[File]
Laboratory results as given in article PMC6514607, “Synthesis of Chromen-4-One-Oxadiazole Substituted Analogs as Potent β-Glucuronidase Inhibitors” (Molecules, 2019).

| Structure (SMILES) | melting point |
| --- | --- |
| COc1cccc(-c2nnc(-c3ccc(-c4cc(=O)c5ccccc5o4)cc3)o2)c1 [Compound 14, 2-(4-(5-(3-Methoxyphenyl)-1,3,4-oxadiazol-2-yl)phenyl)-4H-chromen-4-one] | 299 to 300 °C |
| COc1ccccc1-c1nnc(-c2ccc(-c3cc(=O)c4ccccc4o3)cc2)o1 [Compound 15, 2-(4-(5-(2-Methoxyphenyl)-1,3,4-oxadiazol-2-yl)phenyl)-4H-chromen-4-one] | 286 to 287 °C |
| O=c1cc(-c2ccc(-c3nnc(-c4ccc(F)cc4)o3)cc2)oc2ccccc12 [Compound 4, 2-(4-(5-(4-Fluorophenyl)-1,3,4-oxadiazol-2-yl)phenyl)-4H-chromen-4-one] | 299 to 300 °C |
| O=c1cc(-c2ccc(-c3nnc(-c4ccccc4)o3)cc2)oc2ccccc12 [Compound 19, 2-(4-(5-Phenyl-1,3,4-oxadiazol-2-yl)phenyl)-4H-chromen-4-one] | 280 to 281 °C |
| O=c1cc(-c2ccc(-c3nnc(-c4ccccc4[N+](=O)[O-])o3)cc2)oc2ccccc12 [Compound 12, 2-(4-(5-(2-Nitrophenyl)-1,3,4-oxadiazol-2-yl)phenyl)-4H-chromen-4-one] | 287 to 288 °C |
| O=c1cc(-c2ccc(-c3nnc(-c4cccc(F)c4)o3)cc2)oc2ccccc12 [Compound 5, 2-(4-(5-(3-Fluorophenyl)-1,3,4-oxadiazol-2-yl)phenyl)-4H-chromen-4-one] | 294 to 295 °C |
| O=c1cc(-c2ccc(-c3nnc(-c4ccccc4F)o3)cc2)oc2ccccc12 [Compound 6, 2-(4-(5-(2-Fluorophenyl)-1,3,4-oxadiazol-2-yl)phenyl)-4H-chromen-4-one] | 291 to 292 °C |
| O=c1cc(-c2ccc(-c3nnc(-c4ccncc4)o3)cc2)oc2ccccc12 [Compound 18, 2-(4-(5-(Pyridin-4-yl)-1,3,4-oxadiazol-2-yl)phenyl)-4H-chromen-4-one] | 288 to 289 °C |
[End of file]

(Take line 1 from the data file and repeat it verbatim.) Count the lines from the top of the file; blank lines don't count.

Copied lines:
Laboratory results as given in article PMC6514607, “Synthesis of Chromen-4-One-Oxadiazole Substituted Analogs as Potent β-Glucuronidase Inhibitors” (Molecules, 2019).